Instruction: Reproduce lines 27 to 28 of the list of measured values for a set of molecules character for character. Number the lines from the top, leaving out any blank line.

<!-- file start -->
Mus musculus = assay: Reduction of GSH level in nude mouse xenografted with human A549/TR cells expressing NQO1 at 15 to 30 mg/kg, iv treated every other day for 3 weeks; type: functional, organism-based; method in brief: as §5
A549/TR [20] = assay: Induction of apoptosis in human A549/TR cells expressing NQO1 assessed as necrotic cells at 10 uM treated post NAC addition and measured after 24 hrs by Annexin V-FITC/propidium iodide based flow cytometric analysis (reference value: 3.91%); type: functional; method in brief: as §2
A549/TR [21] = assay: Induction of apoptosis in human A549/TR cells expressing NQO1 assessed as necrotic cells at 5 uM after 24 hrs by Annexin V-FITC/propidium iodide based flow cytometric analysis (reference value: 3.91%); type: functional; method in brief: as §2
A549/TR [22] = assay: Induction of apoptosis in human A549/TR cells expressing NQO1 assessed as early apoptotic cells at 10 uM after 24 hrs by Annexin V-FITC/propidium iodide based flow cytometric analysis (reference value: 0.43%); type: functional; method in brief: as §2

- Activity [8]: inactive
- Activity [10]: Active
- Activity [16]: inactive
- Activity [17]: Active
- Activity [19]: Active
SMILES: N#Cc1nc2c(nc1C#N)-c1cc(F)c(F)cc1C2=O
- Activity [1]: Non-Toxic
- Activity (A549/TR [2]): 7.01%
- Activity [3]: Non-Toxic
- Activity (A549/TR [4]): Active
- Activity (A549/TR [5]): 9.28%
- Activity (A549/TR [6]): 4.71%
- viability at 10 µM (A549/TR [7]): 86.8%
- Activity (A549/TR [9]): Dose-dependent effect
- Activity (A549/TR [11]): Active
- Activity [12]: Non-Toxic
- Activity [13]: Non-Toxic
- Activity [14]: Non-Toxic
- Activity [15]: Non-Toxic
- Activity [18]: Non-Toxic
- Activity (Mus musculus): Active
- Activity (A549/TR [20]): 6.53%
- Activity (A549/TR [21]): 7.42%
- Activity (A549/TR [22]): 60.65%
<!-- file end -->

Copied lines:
- Activity (A549/TR [21]): 7.42%
- Activity (A549/TR [22]): 60.65%